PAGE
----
Name: Chris Dannen
Role at Fast Company: Technology Editor, Digital. Chris edits Fast Company's software and media experimentation site, Co.Labs and recently announced the finalists in the Target Retail Accelerator, a challenge to build an awesome mobile shopping app for Target. Check it out.
Titillating fact: Chris plays (extremely) competitive foosball in the New York City foosball club, which calls the FatCat billiards hall in the West Village home. The highlight of Chris's summer so far? "Beating the editor in chief of MLS Digital on their office table—his home turf," he says. "But maybe I got lucky."
Things he's loving:
1. The "McDonald's theory of bad ideas"
This isn't entirely new, but I love how Jason Jones recasts it to apply to group collaboration. We probably know what we'd all want in an ideal world. But the hardest part is establishing a floor—what suggestion sucks so much that we'd never do it? Let's start there and work our way up. The by-product is that we all reveal what we consider to be "self-evidently bad," a process which, in and of itself, can help everyone question their assumptions.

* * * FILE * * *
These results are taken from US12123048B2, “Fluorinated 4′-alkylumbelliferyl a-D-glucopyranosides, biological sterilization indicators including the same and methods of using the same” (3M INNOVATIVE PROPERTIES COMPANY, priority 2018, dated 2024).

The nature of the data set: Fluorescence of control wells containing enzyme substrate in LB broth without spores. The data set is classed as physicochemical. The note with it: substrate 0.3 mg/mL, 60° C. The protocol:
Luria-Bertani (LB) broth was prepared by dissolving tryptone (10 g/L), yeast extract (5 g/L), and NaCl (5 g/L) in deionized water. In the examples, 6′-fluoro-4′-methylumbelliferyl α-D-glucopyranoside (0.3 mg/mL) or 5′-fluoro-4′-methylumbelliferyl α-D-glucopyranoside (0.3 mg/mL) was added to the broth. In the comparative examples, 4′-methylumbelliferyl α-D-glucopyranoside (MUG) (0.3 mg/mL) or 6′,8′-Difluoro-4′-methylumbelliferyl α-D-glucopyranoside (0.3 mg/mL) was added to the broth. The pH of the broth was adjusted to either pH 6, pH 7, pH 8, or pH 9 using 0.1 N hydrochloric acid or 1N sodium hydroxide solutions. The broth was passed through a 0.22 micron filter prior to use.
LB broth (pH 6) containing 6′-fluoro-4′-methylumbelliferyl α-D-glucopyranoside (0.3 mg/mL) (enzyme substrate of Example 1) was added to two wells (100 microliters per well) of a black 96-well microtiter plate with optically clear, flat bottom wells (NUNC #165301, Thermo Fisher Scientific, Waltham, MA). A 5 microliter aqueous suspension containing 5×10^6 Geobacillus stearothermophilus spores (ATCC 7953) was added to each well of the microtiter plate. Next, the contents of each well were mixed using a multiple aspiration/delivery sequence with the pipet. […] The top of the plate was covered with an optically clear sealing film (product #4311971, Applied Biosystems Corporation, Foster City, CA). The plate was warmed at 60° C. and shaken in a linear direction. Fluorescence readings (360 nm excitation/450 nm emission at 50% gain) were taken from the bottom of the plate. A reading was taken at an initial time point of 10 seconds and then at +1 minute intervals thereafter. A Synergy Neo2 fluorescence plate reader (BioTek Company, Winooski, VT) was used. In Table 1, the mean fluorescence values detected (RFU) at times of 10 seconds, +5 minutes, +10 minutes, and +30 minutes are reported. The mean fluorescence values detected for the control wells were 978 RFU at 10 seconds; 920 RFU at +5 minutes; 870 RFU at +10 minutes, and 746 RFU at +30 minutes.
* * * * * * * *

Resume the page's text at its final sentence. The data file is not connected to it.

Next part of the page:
2. Julian Assange's take on the new book by Google Executive Chairman Eric Schmidt
The book is, he says, "an attempt by Google to position itself as America’s geopolitical visionary," a notion I find alternately horrifying and inspiring. The piece strikes at the core of my ambivalence about Google, which is a subject of something I'm writing this week, two weeks after my trip to their big developer conference. I've never come across a company with such vision in some areas—try out a Chromebook Pixel—and such a sad lack of humanity in others—ahem, Google Glass. Never has such a bipolar company had so much power, so much money, and such an uncertain future as they wean off display advertising.
I spotted the founder of this company at Google I/O wearing a full-length, multicolored glowing faux-fur coat that absolutely blew my mind. We've been covering the right (and wrong) way to design wearable technology, and I'm convinced this sort of thing—while obviously a little ostentatious for everyday use—is hinting at the most inspiring future for fashion design and software you wear.
[Image: Flickr user Bill Selak]